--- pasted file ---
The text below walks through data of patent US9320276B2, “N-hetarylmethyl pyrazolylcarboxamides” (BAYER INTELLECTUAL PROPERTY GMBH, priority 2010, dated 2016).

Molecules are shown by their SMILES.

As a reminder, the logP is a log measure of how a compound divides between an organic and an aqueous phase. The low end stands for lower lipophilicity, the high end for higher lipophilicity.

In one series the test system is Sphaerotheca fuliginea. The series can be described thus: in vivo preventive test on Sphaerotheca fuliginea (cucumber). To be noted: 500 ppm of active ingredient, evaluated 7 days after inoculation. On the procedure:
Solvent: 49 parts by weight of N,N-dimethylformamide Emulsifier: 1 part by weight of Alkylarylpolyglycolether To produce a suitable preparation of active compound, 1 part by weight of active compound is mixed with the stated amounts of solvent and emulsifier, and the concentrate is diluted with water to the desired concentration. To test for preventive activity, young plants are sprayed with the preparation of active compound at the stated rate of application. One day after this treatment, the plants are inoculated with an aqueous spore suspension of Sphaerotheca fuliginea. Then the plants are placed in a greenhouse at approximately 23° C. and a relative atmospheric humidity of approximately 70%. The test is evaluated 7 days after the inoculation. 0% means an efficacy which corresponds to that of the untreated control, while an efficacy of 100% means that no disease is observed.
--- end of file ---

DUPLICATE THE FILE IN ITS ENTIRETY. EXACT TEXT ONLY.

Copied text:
The text below walks through data of patent US9320276B2, “N-hetarylmethyl pyrazolylcarboxamides” (BAYER INTELLECTUAL PROPERTY GMBH, priority 2010, dated 2016).

Molecules are shown by their SMILES.

As a reminder, the logP is a log measure of how a compound divides between an organic and an aqueous phase. The low end stands for lower lipophilicity, the high end for higher lipophilicity.

In one series the test system is Sphaerotheca fuliginea. The series can be described thus: in vivo preventive test on Sphaerotheca fuliginea (cucumber). To be noted: 500 ppm of active ingredient, evaluated 7 days after inoculation. On the procedure:
Solvent: 49 parts by weight of N,N-dimethylformamide Emulsifier: 1 part by weight of Alkylarylpolyglycolether To produce a suitable preparation of active compound, 1 part by weight of active compound is mixed with the stated amounts of solvent and emulsifier, and the concentrate is diluted with water to the desired concentration. To test for preventive activity, young plants are sprayed with the preparation of active compound at the stated rate of application. One day after this treatment, the plants are inoculated with an aqueous spore suspension of Sphaerotheca fuliginea. Then the plants are placed in a greenhouse at approximately 23° C. and a relative atmospheric humidity of approximately 70%. The test is evaluated 7 days after the inoculation. 0% means an efficacy which corresponds to that of the untreated control, while an efficacy of 100% means that no disease is observed.